BEF ’12: Lessons learned for “Fashion Star” season two

The second season of NBC's Fashion Star, fronted by Louise Roe (pictured), will have an increased focus on the retailers' bidding and buying as well as more second screen elements, delegates at realscreen's Branded Entertainment Forum were told.
October 26, 2012

Fashion Star will increase its focus on the three retailers who appear on show, creatives behind NBC’s brand-backed series told delegates at realscreen‘s Branded Entertainment Forum in New York City this week.

Talking on an ‘Activation: Fashion Star‘ panel moderated by JWT’s director of branded entertainment Mike Wiese, a trio of execs – EJD Productions co-founder E.J. Johnston, Electus exec VP of advertising Laura Caraccioli-Davis and Macy’s senior VP of marketing innovation and integration Joe Feczko – said that research conducted post-season one gave insights into what the audience really wanted from the show.

Chief among the findings were that viewers are primarily interested in the stage of the show where the retailers – H&M, Macy’s and Saks Fifth Avenue – are bidding on the buddy designers’ finished creations, rather than the creation process.

“What we’ve learned is the viewers love the retailers and they really love the bidding and the buying,” Caraccioli-Davis told attendees at NYC’s Sentry Centers. “You really don’t need all that other fancy stuff – we don’t need all that smoke, and people doing acrobatics in the background.”

As such, season two will see “a lot more bidding and buying going on” from retailers, she said, with Johnston adding that viewers wanted deeper insight, desiring to see “how they buy, why they buy, and who they buy for.”

Caraccioli-Davis promised “a lot more second screen” in season two as well, with supplemental digital content covering “the designers, the stores [and] the clothes.”

She also pointed out that Fashion Star was “a little bit DVR-proof, because these clothes will sell out,” meaning that viewers watching on catch-up would not get the opportunity to buy the limited-run finished products beyond the next day after broadcast.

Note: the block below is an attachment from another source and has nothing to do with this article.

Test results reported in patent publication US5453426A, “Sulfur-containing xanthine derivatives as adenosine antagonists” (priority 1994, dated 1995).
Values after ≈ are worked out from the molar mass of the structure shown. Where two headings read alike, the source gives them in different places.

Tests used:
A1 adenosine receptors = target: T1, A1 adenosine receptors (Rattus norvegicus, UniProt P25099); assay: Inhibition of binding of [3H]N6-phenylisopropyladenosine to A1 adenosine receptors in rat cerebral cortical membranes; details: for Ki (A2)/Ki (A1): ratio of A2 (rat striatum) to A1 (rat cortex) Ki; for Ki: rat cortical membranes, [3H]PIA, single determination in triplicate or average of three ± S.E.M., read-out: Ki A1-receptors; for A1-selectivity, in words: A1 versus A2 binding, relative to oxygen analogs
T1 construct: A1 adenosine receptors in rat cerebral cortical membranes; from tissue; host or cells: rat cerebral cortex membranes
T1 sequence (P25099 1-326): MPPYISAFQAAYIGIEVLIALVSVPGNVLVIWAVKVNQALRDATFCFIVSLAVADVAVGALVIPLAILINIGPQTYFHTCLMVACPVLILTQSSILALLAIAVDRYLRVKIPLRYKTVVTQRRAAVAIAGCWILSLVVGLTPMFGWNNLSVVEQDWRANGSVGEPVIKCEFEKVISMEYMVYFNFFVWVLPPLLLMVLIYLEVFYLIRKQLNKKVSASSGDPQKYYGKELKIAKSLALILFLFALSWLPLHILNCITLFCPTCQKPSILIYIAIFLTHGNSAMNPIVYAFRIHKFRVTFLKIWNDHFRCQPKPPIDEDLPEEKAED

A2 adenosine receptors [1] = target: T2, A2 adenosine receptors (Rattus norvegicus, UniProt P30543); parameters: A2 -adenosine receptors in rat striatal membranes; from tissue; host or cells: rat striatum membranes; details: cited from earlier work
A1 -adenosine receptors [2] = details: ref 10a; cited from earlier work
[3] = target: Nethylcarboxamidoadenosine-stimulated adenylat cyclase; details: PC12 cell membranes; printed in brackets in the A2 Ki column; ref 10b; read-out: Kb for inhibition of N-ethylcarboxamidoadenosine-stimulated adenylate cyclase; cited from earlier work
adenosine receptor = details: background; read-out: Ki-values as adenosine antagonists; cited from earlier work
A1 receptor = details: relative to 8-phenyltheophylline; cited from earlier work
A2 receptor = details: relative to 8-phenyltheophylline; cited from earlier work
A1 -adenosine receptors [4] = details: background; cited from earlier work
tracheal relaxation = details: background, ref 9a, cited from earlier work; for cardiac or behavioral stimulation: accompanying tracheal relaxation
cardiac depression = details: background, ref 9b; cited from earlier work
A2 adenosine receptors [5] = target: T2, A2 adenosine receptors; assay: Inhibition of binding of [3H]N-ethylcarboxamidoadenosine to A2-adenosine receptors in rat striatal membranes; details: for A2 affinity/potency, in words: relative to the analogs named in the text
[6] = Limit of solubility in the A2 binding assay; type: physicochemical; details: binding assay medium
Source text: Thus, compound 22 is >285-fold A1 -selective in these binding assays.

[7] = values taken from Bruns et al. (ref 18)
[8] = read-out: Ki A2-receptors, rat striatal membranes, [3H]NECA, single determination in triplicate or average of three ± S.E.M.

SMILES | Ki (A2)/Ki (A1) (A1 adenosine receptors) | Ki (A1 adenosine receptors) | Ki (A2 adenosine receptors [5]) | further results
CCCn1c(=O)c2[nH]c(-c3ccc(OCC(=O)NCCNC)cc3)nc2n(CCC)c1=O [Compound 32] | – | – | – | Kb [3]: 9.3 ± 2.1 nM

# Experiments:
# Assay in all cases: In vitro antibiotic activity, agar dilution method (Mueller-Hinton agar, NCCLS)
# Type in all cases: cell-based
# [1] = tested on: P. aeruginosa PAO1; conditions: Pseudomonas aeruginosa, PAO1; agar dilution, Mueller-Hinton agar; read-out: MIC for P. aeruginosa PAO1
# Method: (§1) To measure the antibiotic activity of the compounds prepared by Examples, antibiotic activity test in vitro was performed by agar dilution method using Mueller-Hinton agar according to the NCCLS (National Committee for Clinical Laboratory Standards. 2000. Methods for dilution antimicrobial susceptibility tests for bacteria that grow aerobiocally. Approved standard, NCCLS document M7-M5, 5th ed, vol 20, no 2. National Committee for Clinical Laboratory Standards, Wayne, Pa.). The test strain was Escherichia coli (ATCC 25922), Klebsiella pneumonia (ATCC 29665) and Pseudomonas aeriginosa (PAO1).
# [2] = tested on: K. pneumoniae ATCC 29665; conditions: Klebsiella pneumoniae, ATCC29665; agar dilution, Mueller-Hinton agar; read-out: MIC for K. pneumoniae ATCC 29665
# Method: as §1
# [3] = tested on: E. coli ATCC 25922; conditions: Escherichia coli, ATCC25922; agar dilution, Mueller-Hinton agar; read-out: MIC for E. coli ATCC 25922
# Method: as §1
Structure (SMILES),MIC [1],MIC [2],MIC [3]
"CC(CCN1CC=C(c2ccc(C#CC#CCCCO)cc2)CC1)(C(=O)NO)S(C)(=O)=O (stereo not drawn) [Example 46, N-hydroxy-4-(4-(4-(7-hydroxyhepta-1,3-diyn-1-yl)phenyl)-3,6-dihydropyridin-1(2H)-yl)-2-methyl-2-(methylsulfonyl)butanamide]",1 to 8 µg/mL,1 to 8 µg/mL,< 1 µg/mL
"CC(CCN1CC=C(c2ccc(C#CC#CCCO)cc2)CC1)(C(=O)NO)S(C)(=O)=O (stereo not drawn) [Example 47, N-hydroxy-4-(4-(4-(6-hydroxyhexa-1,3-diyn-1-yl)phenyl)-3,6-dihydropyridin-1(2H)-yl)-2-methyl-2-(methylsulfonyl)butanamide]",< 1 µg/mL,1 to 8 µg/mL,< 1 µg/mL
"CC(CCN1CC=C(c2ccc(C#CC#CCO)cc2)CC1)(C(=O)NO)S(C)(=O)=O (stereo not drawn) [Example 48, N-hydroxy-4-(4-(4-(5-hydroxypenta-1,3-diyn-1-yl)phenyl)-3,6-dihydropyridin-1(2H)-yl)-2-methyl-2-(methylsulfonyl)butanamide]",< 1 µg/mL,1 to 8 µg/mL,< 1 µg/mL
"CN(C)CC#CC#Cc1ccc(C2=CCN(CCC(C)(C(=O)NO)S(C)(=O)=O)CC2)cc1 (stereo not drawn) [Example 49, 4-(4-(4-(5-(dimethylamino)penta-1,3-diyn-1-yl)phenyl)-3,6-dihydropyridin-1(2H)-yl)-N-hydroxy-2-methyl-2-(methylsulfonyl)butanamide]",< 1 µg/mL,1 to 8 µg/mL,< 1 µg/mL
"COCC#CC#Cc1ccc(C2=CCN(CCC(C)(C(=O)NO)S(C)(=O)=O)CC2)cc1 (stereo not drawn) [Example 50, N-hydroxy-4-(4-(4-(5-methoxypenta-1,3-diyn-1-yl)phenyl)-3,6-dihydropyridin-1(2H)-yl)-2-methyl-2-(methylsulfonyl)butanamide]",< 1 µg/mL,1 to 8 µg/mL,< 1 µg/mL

“Literally if you don’t watch it that night, these clothes will sell out,” she said, with Feczko adding: “Fashion is not like wine – it does not get better with age.”

Feczko added that the making of the first season of the show had been an unlikely proposition, since “getting three retailers to play nice was a challenge.” He joked that when all three are on stage, “it’s all just green-screen,” to laughs from the delegates.

“For years we’d all talk about how commerce and entertainment fit together,” Feczko said, “But this was the first time we’d seen that.”

Elsewhere in the session, Johnston said he saw “many other very interesting processes that happen in real life” that could work under the Fashion Star model, which he described as “the moment when a dreamer meets a dream-maker.”

Caraccioli-Davis, meanwhile, defended the show’s mixed ratings, pointing out that although overall viewer numbers fell short of rival broadcasters, the audience featured “a high concentration of women 18-34 in urban areas” – a very desirable retail demographic. “The ability to do the sales that we did got the show picked up for another cycle,” she said.

Feczko added concurred, adding: “We had a lot of customers who’d never shopped at Macy’s before coming through Fashion Star.”

Tuesday’s (October 23) panel session also saw official confirmation of the news, first circulated in September, that presenter Louise Roe (pictured above), star of MTV and CW show Plain Jane, would be replacing model Elle Macpherson as host of Fashion Star‘s second season.

In addition to Plain Jane, Roe was a cast member on MTV’s The City, co-hosted E! Entertainment’s Live from the Oscars, and presented BBC3 single doc Addicted to Boob Jobs.

About The Author
Jonathan Paul is a Toronto-based writer into creativity, content, advertising, tech, comics, video games, film, TV, time and space travel.